• Medication: The success of medical treatments depends upon the drug and dosage that is administered. Anticholinergic drugs were successful in treating incontinence in 13 to 90 percent of cases, and some antispasmodic drugs have been shown to cure incontinence in up to 50 percent of cases, although at times they may reduce symptoms in up to 90 percent of cases.
  • Surgery: Bladder augmentation has been shown to be an effective way to increase the bladder’s ability to store urine. However, one study found that 41 percent of patients had at least one complication after the procedure. Use of an artificial urinary sphincter has been found to improve symptoms of incontinence in up to 95 percent of cases, with total control of urination in 86 percent of cases.

References

Staskin DR, Comiter CV. . Surgical procedures for sphincteric incontinence in the male: artificial genitourinary sphincter and perineal sling. Campbell-Walsh Urology. 10th ed.

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What Is Bladder Prolapse Surgery With Mesh

Bladder prolapse surgery is most commonly performed through the vaginal entrance. They can also do it abdominal but doctors prefer transvaginal as it is easier, faster, and not as invasive. What they aim to do, is to settle the bladder in its original position and mobilize it. For this, they use a surgical mesh that is made of synthetic material or animal tissue.

To reinforce the vaginal wall the surgeon will insert a mesh through an incision in the anterior wall of the vagina. The vaginal wall is straightened and the bladder is then being supported.

Depending on a womans condition and the complexity of the procedure, they do bladder lift surgery with regional, or local anesthesia, or if necessary, under general anesthesia.

A good thing to know about this surgery is that most often, they release women from the hospital the same day after the surgery.

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Providers And Specialists Who Treat Oab

Many types of health care providers can offer basic help for OAB. Here are the types of providers you may meet:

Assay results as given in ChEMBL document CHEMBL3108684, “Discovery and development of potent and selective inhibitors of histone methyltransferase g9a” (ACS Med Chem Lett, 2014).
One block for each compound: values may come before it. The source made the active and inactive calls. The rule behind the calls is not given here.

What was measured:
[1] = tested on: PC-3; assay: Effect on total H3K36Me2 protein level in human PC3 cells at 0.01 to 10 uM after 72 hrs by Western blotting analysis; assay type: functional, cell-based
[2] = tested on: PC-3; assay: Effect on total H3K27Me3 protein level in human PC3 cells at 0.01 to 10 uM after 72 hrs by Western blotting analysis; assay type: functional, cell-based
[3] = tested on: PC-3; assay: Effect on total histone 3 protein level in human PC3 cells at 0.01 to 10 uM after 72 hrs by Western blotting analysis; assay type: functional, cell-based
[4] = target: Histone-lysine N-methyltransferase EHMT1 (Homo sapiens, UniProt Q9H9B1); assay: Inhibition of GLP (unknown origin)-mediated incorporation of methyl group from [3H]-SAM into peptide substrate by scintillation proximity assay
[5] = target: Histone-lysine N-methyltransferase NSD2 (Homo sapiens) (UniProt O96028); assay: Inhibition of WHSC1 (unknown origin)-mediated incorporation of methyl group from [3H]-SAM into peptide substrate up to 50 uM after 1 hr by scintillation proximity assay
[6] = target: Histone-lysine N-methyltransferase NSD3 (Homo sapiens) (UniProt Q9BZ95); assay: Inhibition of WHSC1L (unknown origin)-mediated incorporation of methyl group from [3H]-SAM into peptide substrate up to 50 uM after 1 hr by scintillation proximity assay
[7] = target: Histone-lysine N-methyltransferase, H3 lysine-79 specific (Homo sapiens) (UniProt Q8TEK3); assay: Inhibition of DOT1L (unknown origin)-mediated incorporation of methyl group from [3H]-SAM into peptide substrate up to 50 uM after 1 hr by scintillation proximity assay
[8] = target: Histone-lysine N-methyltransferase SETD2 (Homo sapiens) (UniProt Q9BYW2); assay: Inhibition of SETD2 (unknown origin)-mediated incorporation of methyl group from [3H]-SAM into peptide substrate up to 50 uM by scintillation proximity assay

*Typically, specialists who treat OAB and incontinence include urologists and female pelvic medicine specialists. It helps to ask if your health care provider has direct training or experience with OAB.

What Do Urologists Do

The 3 Causes Of Urinary Bladder Problems/Issues Dr.Berg

A urologist is trained to diagnose and treat problems of the urinary tract. Urologists deal with men and women alike. With women, a urologist deals only with the problems of the urinary tract. With men, however, the urologist can diagnose and treat disorders of the penis and testicles also. They also look after male infertility and sexual disorders.

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How To Talk To Your Gynecologist About Urinary Incontinence

Men tend to go to their urologist sometimes almost treating them like their general practitioner rather than a specialist and women similarly tend to go to their gynecologist for their medical needs. One of the more embarrassing topics people of both genders may need to discuss with a physician is urinary incontinence, and this issue can definitely be addressed for women by a gynecologist.

Many women endure urinary incontinence at some point in their lives. Womens bodies go through an extremely challenging process when carrying a child, and often their bodies have difficulty recovering fully from pregnancy.

Since doctors rarely bring up the subject, it may be necessary for you to broach the topic with your doctor. Lets discuss how to make this conversation as pleasant and efficient as possible.

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Bladder-related problems can take a hit to ones self-esteem and confidence, especially if incontinence is a symptom. Serious problems like bladder cancer can be scary to go through as well. Bladder surgery is necessary for some conditions if other treatment methods havent worked. Continue reading to learn more about this type of surgery, the risks involved, and possible alternatives to surgery.